Where Have All the Creative Technologists Gone?

How a job description evolved into a mindset

Remember creative technology? Everyone in advertising was talking about it 10 years ago. The term started to gain popularity as a way to talk about innovative digital work. The internet was just starting to become a relevant marketing channel. Consumers were using more technology in their everyday lives, and that birthed a whole new world of possibilities of using technology to tell stories. 

So if technology is only becoming more ingrained in our daily lives, why don't people talk about creative technologists anymore? Today the term is hardly used. 

The first problem comes in trying to define what a creative technologist is—it means different things to different people. Programming is usually one of the fundamental skill sets; at least, some sort of maker with a tinkerer mentality. Some organizations incorporate more user experience and system thinking philosophies into the job description, while others lean into creative concepting, focusing on using technology and innovation to tell stories. And others define it as a term for their client-facing senior developers or technical producers. 

When I first started out on the creative technologist path, I defined my role as a hybrid one consisting of programming, UX and storytelling. But looking back now, it was much more that that. I would argue that creative technology is not a position or department but a mindset as it relates to how to think about the work. A mindset that can apply system thinking to user behaviors in an effort to find new ways to tell stories through technology. 

The skill sets—that mindset—that make up a creative technologist are more important than ever, so why is the term not being used as much anymore in our industry? 

One reason is the downsizing of digital production at agencies. Digital production teams have shrunk; thus, in-house digital experimentation has been limited in some agencies. In the early years of digital advertising, budgets enabled us to hire bigger teams and give them time to experiment on technology and innovation. Many of us are now left outsourcing this experimentation—and all the fun learning opportunities that come with it—to production agencies.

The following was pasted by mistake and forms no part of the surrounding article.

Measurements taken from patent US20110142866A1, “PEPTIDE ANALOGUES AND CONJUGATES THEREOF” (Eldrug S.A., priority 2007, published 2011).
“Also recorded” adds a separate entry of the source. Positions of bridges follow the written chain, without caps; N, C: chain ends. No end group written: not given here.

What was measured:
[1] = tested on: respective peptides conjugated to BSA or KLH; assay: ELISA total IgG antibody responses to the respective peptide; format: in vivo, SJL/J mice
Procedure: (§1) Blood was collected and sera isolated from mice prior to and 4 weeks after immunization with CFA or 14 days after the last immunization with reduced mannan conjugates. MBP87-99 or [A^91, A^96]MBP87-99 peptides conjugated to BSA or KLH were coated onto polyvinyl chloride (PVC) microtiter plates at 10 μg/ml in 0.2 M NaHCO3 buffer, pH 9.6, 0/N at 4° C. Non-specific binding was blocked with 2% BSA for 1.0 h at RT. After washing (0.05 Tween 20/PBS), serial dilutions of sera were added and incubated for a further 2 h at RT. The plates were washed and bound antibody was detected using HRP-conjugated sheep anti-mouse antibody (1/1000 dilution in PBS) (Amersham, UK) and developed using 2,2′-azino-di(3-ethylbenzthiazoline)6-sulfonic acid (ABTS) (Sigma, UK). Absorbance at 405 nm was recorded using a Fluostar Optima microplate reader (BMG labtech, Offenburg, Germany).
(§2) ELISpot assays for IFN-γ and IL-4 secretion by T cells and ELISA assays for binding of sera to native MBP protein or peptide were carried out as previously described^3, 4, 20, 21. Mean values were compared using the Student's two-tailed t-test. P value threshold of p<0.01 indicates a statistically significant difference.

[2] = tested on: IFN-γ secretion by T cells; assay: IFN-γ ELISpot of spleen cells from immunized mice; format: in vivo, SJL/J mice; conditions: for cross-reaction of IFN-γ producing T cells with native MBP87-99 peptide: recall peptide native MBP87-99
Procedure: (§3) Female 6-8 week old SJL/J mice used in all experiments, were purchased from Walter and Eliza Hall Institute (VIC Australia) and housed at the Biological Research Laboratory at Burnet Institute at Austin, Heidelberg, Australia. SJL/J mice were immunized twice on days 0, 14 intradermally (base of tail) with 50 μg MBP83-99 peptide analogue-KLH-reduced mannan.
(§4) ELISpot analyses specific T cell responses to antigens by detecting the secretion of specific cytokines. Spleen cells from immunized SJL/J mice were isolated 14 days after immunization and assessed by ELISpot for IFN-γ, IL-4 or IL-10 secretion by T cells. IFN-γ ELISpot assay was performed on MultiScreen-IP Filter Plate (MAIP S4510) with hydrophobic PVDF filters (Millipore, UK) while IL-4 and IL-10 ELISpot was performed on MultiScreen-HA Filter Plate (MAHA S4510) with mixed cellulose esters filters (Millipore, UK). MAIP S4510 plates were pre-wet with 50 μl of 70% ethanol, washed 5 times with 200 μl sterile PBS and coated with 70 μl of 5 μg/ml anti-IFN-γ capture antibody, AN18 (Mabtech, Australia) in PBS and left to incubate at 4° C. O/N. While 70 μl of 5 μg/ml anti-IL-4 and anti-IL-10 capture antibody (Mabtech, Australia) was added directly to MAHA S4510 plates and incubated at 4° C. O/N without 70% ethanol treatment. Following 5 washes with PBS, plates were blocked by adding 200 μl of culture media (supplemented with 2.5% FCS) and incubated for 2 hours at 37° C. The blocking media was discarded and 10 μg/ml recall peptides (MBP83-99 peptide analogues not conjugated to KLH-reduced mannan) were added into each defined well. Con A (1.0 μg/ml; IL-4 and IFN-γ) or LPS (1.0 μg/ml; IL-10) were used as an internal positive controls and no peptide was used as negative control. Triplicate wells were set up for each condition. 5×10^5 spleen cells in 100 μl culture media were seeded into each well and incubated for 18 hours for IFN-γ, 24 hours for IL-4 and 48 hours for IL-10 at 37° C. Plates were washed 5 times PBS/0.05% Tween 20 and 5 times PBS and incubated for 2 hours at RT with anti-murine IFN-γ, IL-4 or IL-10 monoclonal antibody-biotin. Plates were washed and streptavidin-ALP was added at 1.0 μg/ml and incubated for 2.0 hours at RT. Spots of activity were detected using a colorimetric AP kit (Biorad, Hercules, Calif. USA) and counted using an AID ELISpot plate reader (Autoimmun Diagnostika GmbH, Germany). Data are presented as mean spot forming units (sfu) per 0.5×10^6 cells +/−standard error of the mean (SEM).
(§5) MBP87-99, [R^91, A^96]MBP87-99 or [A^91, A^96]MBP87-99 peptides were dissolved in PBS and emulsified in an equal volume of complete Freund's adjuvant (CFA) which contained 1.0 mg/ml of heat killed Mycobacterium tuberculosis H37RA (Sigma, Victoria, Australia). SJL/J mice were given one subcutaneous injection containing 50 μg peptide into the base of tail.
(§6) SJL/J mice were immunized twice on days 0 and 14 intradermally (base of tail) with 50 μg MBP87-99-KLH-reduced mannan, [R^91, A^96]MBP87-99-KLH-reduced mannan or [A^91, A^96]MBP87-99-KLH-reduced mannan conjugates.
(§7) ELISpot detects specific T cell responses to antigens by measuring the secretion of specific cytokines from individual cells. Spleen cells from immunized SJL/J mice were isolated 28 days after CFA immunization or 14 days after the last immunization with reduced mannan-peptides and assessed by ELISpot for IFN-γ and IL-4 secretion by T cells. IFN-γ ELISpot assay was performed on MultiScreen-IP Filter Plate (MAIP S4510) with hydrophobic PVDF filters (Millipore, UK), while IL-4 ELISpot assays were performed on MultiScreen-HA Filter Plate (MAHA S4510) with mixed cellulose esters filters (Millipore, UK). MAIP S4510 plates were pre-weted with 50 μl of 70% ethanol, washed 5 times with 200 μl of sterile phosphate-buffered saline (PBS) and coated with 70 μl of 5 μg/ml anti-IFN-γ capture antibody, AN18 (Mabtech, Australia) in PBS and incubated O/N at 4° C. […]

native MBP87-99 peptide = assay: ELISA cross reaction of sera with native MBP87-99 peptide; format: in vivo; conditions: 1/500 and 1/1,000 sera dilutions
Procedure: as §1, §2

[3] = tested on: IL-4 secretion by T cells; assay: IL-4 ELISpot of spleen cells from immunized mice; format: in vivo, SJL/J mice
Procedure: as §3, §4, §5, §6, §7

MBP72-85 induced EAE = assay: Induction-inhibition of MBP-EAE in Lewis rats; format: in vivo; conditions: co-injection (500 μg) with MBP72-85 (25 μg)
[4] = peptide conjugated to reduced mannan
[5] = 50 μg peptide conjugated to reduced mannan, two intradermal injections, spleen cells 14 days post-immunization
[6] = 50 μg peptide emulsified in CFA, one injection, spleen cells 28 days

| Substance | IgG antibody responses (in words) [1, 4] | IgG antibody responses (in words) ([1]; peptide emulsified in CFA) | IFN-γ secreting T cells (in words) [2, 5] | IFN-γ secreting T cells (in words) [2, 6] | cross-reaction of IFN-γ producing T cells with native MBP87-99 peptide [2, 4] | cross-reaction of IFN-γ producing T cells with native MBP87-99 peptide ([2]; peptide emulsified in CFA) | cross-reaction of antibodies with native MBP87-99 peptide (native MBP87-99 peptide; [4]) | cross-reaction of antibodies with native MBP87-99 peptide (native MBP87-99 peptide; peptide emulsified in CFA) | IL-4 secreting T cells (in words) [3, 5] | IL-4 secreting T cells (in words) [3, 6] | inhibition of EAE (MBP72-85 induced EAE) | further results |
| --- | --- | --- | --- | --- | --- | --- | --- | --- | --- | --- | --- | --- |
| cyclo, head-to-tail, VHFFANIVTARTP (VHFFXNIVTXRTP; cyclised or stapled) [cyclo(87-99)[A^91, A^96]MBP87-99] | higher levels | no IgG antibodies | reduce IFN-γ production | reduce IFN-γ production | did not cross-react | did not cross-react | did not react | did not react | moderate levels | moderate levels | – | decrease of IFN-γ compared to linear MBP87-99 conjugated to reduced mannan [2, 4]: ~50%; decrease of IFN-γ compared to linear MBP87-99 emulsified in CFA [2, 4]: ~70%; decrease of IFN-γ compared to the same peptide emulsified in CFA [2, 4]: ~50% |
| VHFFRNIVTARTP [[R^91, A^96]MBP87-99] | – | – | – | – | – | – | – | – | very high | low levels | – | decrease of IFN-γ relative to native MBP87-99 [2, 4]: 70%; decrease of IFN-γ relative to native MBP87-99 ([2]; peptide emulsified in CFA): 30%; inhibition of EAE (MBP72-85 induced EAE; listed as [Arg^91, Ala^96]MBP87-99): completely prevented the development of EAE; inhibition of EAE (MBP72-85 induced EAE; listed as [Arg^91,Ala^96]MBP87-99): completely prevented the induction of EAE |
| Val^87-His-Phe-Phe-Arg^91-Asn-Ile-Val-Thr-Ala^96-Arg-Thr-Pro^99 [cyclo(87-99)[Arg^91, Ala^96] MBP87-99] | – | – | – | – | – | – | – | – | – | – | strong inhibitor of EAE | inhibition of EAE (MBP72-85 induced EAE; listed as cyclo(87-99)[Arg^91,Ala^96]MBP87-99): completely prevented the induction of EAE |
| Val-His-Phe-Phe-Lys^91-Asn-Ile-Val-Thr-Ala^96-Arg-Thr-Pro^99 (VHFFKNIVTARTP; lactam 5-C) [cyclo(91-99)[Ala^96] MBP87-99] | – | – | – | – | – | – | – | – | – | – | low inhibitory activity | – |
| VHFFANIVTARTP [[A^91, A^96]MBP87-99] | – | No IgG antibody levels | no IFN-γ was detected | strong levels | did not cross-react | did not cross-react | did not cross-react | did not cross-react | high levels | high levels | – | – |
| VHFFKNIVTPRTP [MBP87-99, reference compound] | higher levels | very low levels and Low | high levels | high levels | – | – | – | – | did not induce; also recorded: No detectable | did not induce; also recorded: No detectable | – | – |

Another reason is the impact the big platforms have on web surfing and online user behavior. Today, users are confined within social platforms. There is less online surfing across the web, and these platforms are becoming the entire internet for most casual users. Since most users stay in these walled gardens, this is where we end up advertising to our consumers. It's one of the biggest killers in pushing online innovation. 

Finally, there is simply less of a digital educational gap needed by teams that work in agencies. Agency executives have a better understanding of the fundamentals of the internet—at least, how important it is—and the younger generation is growing up natively with digital as a part of their daily lives. One can argue this is a good thing for creative technologists, as it forced us to focus on sharpening certain skill sets in evolving from generalists to specialists. 

So this begs the question: Where have all the smart creative technologists gone? Not to worry—we're still alive and doing well. Still in this crazy industry of ours, continuing to push storytelling through technology. Some of us run digital departments. Some of us have CEO in our title and run companies. A lot of us are working on actual products on the client side; working in real labs and actually creating the future. Some of us are creative directors leading creative teams, while others have chosen user experience as their craft. 

We all may have different titles, but we've never shaken our creative technologist roots. We're still trying to find original ways to utilize technology in storytelling and to add real value in our everyday lives. Creative technology is not a job description or a department, but rather a mindset on how technology can change the world. A hope for a better future through curiosity and storytelling. Maybe the title has passed, but creative technologist thinking will never go away. I would argue it is the type of thinking we all need looking forward. We are in more need than ever. 

So where has creative technology led me? Fortunately, I get the privilege and honor of driving the digital discipline at a Los Angeles-based independent advertising agency called Omelet. I not only lead digital production but am also tasked to build a culture of digital curiosity for the entire agency, using prototyping and experimentation within the creative and concepting process. As an agency partner, I have a seat at the table and can help reimagine how a modern agency looks and acts. We are evolving our thinking and process to better deliver impactful work for our modern and digital era. And in this evolution, creative technology thinking is needed to help shape the work we make and how we make it. 

So yeah, creative technology is still very much alive. And I'd argue that no matter what our job title is—brand manager, creative director, producer, strategist—we should all be adopting the creative technologist mindset. 

Profile picture for user Ricardo Diaz
Ricardo Diaz
Ricardo Diaz is executive director of digital at Omelet.

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